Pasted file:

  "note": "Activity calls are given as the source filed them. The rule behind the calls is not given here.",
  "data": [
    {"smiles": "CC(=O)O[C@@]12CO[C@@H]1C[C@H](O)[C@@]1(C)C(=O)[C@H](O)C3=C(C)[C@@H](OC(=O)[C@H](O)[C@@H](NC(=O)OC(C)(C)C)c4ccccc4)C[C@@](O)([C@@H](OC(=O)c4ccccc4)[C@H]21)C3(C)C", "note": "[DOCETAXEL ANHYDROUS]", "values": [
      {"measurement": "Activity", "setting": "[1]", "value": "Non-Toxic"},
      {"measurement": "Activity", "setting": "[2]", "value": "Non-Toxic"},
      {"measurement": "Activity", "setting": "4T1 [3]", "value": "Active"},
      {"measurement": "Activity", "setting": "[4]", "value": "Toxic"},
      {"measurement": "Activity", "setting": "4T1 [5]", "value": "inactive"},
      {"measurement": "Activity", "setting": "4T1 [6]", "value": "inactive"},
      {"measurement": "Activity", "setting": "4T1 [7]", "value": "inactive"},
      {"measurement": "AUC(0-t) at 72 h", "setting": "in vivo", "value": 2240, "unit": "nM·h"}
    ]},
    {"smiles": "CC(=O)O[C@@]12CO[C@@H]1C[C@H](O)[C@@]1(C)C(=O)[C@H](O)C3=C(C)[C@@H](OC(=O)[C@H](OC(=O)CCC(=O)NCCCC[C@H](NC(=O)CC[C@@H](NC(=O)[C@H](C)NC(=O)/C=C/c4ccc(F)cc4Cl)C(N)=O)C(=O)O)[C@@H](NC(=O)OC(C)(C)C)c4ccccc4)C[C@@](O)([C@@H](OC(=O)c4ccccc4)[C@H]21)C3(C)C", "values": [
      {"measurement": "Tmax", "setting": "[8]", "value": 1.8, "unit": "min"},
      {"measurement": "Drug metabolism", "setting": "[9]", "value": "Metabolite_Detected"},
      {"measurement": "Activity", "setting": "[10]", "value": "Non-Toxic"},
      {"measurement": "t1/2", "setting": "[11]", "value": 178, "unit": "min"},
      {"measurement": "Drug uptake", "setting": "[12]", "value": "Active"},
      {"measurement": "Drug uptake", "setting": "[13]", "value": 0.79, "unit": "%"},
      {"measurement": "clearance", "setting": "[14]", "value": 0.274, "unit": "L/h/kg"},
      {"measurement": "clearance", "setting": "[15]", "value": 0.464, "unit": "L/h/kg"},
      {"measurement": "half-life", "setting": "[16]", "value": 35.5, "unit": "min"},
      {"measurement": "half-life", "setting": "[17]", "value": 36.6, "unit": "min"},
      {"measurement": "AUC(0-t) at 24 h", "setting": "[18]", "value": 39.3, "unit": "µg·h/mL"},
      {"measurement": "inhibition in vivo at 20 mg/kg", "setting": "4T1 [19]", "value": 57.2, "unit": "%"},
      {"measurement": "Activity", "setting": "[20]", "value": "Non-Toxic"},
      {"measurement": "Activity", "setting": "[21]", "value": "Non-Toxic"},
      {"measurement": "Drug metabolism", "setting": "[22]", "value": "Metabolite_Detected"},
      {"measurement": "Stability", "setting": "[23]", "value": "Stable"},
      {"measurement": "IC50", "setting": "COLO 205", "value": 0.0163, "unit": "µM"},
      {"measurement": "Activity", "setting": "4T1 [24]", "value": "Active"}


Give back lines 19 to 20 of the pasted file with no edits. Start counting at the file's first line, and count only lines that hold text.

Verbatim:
      {"measurement": "Drug uptake", "setting": "[13]", "value": 0.79, "unit": "%"},
      {"measurement": "clearance", "setting": "[14]", "value": 0.274, "unit": "L/h/kg"},